“This was the first time I heard Texas-style contest fiddlin’ with rhythm guitar accompaniment,” he recalls. “It’s also where I first saw bluegrass music being played live in a group ensemble with a guitar, banjo, mandolin, fiddle, and upright bass. Although I had seen Lester Flatt & Earl Scruggs on The Beverly Hillbillies, it wasn’t until I saw and heard the music live and up close that it moved me to want to learn to play. What I saw and heard that day changed my life forever more.”

Not long afterward, he saw the movie Bonnie And Clyde(1967), featuring Flatt & Scruggs music. “The Beverly Hillbillieswas also on in about every home in America by then,” adds Shiflett, who first started plucking and picking on a rudimentary fiddle he fashioned out of a cigar box. “For me, Flatt & Scruggs stood heads above all other bluegrass groups, and it was their music I patterned my music after. It carried me down a path that has made bluegrass music a lifelong passion for me.”

When he was still quite young, he discovered another passion: comedy. At school, he was a self-professed class clown who loved to regale his classmates with skits by David “Stringbean” Akeman that he watched on Hee Haw!“I was a skinny kid, so other kids at school started calling me ‘Stringbean’ and I took advantage of this. Later that same year, I entered a local talent contest and played a couple of songs and did this bit that Stringbean did about the ‘letter from home.’ That was my first attempt at purposely trying to be an entertainer. I won first place.”

Growing up, Shiflett never missed a chance to see his musical heroes whenever they swung through central Texas. “When I was a teenager I got to see Roy Acuff on a flatbed trailer in the middle of a high-school football field 20 miles up the road,” he vividly remembers. “A year or two later, I got to see Lester Flatt & The Nashville Grass at a high-school auditorium 40 miles up the road. There were only about 20 or 25 folks there, but they put on a show like they were at Carnegie Hall. That left a big impression on me.”

In the early and mid-1970s, he joined his first band, Waco, Texas-based Brazos Grass, which had a weekly spot on AM-radio station KMIL out of Cameron, Texas. After Brazos Grass split, he drifted in and out of other local ensembles, including the Humbert Brothers, Joe Featherston, the Country Travelers, Jackson County, Southern Heritage, and the Coleman Brothers. “I also spent many weekends as a sideman with Bill Grant & Delia Bell from Hugo, Oklahoma.”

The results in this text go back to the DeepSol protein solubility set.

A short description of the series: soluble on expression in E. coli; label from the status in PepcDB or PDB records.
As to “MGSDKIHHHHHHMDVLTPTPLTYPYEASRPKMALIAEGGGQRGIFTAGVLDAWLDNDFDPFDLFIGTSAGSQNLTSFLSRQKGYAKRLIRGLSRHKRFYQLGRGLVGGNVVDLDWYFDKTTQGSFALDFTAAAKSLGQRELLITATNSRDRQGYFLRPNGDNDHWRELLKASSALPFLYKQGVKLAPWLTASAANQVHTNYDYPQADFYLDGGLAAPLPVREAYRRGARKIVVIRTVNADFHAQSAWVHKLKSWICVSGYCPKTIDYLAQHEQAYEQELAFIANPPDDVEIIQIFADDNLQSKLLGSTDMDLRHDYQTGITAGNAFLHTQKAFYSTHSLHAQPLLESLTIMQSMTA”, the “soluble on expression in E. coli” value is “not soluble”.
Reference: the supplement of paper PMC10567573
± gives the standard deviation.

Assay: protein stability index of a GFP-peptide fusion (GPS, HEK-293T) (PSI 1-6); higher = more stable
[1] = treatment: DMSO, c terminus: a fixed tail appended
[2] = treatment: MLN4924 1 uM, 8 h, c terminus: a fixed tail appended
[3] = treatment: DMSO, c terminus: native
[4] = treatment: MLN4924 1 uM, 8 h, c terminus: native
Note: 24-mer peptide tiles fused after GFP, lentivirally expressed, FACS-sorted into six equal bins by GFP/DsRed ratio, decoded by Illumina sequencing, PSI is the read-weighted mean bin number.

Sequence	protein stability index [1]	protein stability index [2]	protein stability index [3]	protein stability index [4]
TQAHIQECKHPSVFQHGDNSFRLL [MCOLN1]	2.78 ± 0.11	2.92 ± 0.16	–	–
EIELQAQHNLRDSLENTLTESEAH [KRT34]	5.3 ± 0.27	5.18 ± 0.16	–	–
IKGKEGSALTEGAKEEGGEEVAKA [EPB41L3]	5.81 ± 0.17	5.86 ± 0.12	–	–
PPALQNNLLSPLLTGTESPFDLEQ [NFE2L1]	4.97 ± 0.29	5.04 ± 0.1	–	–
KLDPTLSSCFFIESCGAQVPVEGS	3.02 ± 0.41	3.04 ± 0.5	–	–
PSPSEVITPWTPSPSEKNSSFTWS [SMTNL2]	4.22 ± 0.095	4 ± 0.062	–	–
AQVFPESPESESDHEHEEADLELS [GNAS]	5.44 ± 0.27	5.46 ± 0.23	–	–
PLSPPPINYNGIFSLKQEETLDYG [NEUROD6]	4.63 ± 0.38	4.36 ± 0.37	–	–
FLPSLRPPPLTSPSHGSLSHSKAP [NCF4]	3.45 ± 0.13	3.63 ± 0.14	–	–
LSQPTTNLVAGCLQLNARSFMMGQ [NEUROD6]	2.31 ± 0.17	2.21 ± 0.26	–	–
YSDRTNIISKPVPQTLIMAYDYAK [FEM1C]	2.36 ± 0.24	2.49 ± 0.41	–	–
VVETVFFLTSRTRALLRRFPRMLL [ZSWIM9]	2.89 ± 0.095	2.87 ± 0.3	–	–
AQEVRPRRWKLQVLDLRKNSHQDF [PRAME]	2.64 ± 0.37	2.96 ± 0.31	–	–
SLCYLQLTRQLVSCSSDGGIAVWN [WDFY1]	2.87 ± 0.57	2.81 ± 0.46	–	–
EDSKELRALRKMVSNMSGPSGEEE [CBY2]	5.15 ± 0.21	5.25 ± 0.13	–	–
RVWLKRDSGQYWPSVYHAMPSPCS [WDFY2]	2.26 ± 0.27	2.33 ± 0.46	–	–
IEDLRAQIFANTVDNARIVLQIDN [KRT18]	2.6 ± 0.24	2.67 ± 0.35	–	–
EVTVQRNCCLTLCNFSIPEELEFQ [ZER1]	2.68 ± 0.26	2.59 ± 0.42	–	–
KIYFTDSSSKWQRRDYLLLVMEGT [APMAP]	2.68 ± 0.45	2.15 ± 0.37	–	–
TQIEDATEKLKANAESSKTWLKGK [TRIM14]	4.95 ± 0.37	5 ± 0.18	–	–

During these formative years, he made ends meet with day jobs for the Texas Highway & Parks System and spent a decade or so as a welder’s helper and pipeline inspector for the Lone Star Gas Company. Around 1986, he began working part-time as mandolin and banjo player for the legendary Sullivan Family from Alabama. In the early 1990s, when his wife earned her certification and went to work as a licensed vocational nurse, he was able to leave his day job and work full-time with the Sullivan Family.

“The knowledge I gained about the music business while I was with the Sullivans was invaluable,” says Shiflett, the father of five and grandfather of eight who’s been happily married to his wife, Linda, for 39 years. After two years of a rigorous road schedule and missing his family, he left the Sullivan Family to pursue his life-long dream of heading up his own group.

“At first we went by the name of Karl Shiflett & Big Country. The name ‘Big Country’ to me was perfect, as it let folks know we were from Texas. It’s also the name of a Jimmy Martin banjo instrumental, which let folks know we played bluegrass. But, I also felt that by having the word ‘country’ in the name, it would suggest to folks our repertoire included country music.”

In 1995, the band taped a couple of 30-minute television shows for a local cable station that were titled The Karl Shiflett & BigCountry Show. “That had such a ring to it that it soon became our official band name.” There followed several years of hard touring. Meanwhile, Karl was trying to perfect a notion he’d long had—to choreograph his stage show around a single microphone placed at center stage.